The facts from which the aforementioned circumstances arose have been proved through positive testimony. In order that these circumstances may support a conviction, they must form an unbroken chain of events leading to one fair conclusion, i.e., the culpability of the accused-appellants for the killing of the victim.[59] We are convinced that the aforementioned circumstances, taken together, leave no doubt that the accused-appellants killed Nicanor Solis.

As regards conspiracy, direct proof is not essential as conspiracy may be inferred from the conduct of the accused before, during and after the commission of the crime, showing that they had acted with a common purpose and design.[60] In the case at bar, it was shown that the accused entered the victim’s house together, armed with bladed weapons. In unison, they left the house carrying the victim.[61] The medico-legal report on the victim indicates that the victim suffered six stab wounds, three incised wounds and hematoma. Three of the stab wounds were penetrating stab wounds.[62] On cross-examination, PNP Major Florante Baltazar, the medico-legal officer who conducted the autopsy on the victim, testified that, according to his measurements, more than one instrument was used in inflicting the stab and incised wounds.[63] In the absence of direct proof thereof, as in the present case, the existence of conspiracy may be deduced from the mode, method, and manner by which the offense was perpetrated, or inferred from the acts of the accused themselves when such acts point to a joint purpose and design, concerted action and community of interest.[64] The existence of conspiracy among all the accused-appellants was sufficiently established by the evidence presented. Thus, all the three accused-appellants are held liable for the killing of Nicanor Solis.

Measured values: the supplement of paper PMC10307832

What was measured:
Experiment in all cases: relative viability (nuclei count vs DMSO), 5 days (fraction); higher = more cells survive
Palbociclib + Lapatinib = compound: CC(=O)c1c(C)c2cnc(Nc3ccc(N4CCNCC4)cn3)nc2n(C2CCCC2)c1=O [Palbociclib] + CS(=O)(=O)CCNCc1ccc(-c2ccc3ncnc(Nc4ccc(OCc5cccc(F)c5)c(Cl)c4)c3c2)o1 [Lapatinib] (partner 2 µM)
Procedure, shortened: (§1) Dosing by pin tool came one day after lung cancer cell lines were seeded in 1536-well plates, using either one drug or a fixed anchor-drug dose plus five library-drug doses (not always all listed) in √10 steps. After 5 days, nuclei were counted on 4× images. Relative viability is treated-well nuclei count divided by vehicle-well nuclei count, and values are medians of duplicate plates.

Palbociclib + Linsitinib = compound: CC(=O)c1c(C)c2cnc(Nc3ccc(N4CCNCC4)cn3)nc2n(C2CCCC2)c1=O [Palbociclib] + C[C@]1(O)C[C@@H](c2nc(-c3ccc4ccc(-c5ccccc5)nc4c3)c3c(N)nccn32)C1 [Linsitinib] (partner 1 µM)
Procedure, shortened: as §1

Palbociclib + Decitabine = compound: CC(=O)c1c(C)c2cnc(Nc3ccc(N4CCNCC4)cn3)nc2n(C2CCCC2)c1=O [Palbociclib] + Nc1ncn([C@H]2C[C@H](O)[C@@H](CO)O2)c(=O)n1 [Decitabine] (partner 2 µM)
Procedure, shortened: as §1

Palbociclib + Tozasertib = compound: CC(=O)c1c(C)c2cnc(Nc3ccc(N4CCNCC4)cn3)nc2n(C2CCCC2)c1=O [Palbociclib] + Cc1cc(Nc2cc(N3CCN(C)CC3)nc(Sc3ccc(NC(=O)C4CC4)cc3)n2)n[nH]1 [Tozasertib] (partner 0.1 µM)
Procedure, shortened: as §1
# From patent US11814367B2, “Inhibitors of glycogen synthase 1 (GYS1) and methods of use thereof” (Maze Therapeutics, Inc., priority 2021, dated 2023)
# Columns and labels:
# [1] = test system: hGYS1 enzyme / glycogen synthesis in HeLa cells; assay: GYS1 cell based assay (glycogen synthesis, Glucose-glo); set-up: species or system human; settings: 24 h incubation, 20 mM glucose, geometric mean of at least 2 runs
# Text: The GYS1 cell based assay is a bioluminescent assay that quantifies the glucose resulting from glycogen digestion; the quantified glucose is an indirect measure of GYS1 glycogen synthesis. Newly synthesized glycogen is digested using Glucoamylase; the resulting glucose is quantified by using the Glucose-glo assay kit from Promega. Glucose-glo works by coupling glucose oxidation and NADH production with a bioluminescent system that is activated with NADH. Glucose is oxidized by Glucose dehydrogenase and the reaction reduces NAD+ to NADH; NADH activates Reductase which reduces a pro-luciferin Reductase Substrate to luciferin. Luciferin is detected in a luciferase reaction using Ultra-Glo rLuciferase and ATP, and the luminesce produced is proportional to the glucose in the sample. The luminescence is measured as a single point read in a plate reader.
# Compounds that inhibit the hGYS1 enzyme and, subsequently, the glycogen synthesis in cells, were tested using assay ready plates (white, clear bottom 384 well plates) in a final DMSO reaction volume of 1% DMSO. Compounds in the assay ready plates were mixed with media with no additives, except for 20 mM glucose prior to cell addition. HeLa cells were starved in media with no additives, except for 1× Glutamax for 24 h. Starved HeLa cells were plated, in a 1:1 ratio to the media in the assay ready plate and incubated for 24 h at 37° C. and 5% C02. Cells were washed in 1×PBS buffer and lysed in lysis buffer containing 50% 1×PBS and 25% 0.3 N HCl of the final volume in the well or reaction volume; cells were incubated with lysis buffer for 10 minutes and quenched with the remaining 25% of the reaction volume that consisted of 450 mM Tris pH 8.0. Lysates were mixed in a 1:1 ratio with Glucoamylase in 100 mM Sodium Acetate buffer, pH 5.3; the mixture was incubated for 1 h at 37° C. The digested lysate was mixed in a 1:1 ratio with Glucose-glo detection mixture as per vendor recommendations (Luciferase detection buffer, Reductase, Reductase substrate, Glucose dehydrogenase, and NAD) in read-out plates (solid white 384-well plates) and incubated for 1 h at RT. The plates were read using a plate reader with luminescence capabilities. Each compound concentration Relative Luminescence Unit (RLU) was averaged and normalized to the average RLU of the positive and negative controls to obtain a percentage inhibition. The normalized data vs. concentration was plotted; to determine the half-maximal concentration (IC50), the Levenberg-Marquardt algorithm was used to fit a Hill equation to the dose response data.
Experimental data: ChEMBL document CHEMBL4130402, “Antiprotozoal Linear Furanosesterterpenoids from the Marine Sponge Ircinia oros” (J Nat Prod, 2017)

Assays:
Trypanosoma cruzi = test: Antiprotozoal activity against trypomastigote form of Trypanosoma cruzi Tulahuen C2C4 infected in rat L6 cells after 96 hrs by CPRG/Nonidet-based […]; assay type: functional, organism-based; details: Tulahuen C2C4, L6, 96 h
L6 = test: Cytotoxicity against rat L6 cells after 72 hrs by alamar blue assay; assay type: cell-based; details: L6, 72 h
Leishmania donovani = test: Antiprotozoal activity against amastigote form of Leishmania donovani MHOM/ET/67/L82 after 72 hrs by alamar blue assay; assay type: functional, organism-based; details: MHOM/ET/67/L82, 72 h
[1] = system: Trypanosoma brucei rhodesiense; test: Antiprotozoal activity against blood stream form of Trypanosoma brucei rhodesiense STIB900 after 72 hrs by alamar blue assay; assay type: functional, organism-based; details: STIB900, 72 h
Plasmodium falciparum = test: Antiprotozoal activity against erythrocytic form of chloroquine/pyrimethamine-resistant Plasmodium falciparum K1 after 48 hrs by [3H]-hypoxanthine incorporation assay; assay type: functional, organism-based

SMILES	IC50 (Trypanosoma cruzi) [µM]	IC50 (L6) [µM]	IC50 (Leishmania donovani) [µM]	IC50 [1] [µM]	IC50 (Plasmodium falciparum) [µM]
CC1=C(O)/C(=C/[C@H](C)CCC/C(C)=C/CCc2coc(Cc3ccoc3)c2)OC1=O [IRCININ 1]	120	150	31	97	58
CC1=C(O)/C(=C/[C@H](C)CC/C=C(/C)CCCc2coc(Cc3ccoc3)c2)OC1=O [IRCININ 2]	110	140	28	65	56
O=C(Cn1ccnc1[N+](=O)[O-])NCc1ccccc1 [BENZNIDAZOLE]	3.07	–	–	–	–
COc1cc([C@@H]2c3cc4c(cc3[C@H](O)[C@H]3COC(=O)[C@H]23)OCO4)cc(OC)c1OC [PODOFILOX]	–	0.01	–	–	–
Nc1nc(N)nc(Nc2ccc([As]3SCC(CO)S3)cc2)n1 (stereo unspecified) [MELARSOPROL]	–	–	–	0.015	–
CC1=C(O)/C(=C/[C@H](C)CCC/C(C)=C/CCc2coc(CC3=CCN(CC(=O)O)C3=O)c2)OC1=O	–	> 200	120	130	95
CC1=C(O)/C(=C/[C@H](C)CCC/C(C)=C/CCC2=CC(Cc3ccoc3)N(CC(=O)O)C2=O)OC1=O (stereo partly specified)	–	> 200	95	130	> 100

However, we disagree with the trial court’s finding that the killing of the victim was attended by the qualifying circumstance of evident premeditation.

For evident premeditation to be appreciated, there must be proof, as clear as the evidence of the crime itself, of the following elements thereof, to wit: (1) the time the accused decided to commit the crime; (2) an overt act manifestly indicating that he clung to his determination; and (3) sufficient lapse of time between the decision and the execution to allow the accused to reflect upon the consequence of his act.[65]